Young People! Show Yourselves

Young People! Show yourselves!

Well, you know, just when you thought life couldn’t get any stranger, along comes another weird thing. My apologies if you already know this i.e. are a teenager, a teacher or – very possibly – a parent, but I’m just an old retired Headmaster trying to keep up with what’s going on in terms of education during the pandemic, and I sometimes get a bit left behind. All in all, I’m just delighted not to have any responsibilities regarding teaching just now, and I have the most sincere respect for colleagues everywhere as they try to do their best.

Anyhow, during the first period of online learning, you may recall that the delivery of ‘live’ lessons was very patchy. By this I mean an online lesson, delivered by Microsoft Teams or Zoom or Womble (one of these platforms is not real) where there is a teacher and a class, sort of like normal, except the personnel involved are all tiny wee squares. Because I’m old and out of touch, I assumed that most lessons would be like that, but they weren’t. Indeed, in some places – and this did my brain in – they weren’t even allowed, apparently for Child Protection reasons. So this meant that a lot of the teaching was of pre-recorded lectures, worksheets etc etc, which the young people dutifully got on with. Or not.

Now, my understanding is that in this second wave, there are a lot more ‘live’ lessons and that’s obviously a good thing. Except a very, very strange phenomenon has happened. Lots of young people, particularly older secondary pupils, aren’t allowing their teachers to see them – during the lessons they keep their cameras switched off – they can see the teacher but the teacher can only hear them, should they ever deign to say anything. And this, for reasons I can’t fathom, is allowed.

Now, completely honestly, when I was told this, I actually didn’t believe it.  Why, why, why? It would be inconceivably dispiriting for the teacher, sitting there looking at black squares. Surely that couldn’t be allowed to happen? And then two things arrived on my Facebook feed – one a cartoon which showed a class with a primary teacher and a class with a secondary teacher. The primary class is having a jolly time showing the teacher their dad’s shoe, or introducing their gran, or eating crisps and the overall mood is very happy; the secondary teacher is saying ‘Is anybody there?’ while staring at a black screen. Then a wee video came – what is popularly known as a ‘meme’, I believe. In it an enthusiastic teacher says ‘Ok. I’ve planned a really interesting lesson’, but his screen too, is blank, and the only sound is Simon and Garfunkel singing ‘Hello, darkness, my old friend.’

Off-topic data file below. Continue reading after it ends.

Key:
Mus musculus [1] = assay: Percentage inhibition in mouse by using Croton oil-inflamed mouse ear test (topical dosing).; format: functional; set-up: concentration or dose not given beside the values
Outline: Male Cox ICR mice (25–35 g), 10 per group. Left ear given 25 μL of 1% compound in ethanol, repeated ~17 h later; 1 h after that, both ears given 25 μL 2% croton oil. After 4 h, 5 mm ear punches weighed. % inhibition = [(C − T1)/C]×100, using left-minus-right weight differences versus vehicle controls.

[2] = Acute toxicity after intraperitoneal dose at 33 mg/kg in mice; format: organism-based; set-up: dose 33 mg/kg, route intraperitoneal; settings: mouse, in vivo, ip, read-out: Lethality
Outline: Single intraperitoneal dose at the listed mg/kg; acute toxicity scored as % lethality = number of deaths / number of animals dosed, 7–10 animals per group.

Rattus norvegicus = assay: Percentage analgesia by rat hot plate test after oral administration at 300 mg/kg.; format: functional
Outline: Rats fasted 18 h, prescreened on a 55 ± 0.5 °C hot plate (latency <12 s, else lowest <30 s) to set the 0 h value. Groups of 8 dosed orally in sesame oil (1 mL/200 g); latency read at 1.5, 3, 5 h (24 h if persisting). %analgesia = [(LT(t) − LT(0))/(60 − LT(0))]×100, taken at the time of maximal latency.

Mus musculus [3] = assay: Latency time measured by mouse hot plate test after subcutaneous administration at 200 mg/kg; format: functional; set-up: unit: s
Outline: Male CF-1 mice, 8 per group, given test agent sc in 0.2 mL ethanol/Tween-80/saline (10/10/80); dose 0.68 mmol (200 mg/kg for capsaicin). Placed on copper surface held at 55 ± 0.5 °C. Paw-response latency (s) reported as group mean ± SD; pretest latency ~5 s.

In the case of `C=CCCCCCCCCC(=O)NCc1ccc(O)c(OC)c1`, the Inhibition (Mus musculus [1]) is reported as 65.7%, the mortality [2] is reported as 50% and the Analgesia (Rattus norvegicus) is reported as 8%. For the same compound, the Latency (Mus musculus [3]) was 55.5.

Young people of Scotland, why would you do this? It’s rude, disrespectful, obstinate and lazy and just because you can do it doesn’t mean you have to! Apparently, it’s because ‘some young people’ don’t like to see their own image on a computer screen. Well, you know, my background is in pastoral care, and I might just accept that that might be true for three very sensitive kids in, say, the City of Edinburgh, but not whole classes across different schools. This is the generation of Snapchat and Instagram, young people existing, bless them, in a world where every opportunity for a selfie must be taken. That just simply doesn’t square with this – apparently widespread – refusal to let the teacher or the class see them on screen.

I think this would be a real slap in the face to an exhausted teacher: anecdotally I’m not sensing that teachers anywhere are having much fun anyway – there is great joy in teaching, but it so much depends on the day to day presence of colleagues and kids in your life. But even leaving the feelings of grown adults aside, not seeing the people in your class interferes with the teaching process itself on a massive scale. Differentiation – the capacity for a teacher to support each child individually in their learning – depends on a whole range of techniques but one of these is indisputably recognising the child’s level of understanding by seeing their face. And what about classroom management – or as we used to call it in the 19th Century – ‘discipline’? How many times in a day, using a quick word or a look, does a teacher ensure that a young person is fully focussed? How can they do that if they can’t see the individuals in their class? The efficacy of online learning is moot anyway; why is this further barrier being allowed?

I’ve heard all this nonsense about young people before – that they lack grit, or resilience, that they fall apart at the slightest trouble etc etc. I don’t really believe it’s true, so I don’t believe that lots of them can’t bear to be looked at. I think it’s more likely that, with the screen off, they can go to school in their jammies or have their breakfast, or text their friends, or – I use a euphemism – surf the internet. Or that they simply switch on their computer then disappear. Whatever they are actually doing, their appearance as a tiny black square isn’t helping them learn or helping their teachers believe that what they are doing is worth the effort. I hope that schools and education authorities take this particular and peculiar freedom away as soon as possible and that online classrooms can have at least some semblance of normality – and good cheer between class and teacher – while we all wait for the real school thing to happen again.


1 Comment

  1. ❤❤❤
    As one privileged to get the anecdotes about ‘Granny’s supper’ or ‘the dog was sick on my bed’ or ‘look at this’ – which is followed by a tour of child’s sitting room, bedroom or even bathroom, I do feel for my exhausted secondary colleagues and their blank screens.

    Liked by 1 person

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